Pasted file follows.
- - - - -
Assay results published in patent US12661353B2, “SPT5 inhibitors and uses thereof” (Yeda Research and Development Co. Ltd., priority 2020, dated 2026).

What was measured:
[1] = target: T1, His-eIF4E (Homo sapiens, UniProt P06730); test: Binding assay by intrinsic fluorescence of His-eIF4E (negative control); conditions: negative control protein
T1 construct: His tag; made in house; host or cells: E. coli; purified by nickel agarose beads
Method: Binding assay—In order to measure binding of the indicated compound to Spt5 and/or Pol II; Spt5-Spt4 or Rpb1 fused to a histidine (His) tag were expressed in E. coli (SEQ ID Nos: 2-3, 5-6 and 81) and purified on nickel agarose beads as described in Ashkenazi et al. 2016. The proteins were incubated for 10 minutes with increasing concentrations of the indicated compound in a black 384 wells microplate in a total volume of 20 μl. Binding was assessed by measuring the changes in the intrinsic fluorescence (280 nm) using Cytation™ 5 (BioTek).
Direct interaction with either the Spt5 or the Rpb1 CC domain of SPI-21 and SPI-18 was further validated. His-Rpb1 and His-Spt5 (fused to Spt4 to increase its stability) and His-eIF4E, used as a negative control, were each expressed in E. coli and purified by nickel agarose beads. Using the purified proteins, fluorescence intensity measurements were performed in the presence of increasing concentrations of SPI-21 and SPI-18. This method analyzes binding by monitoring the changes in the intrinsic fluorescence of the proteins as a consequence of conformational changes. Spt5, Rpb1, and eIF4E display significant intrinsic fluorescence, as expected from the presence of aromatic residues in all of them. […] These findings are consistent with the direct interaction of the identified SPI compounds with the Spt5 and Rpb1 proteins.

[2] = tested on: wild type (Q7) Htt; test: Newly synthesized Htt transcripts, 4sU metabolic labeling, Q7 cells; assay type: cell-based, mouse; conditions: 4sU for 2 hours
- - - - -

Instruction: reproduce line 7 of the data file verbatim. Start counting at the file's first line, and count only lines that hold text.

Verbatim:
[2] = tested on: wild type (Q7) Htt; test: Newly synthesized Htt transcripts, 4sU metabolic labeling, Q7 cells; assay type: cell-based, mouse; conditions: 4sU for 2 hours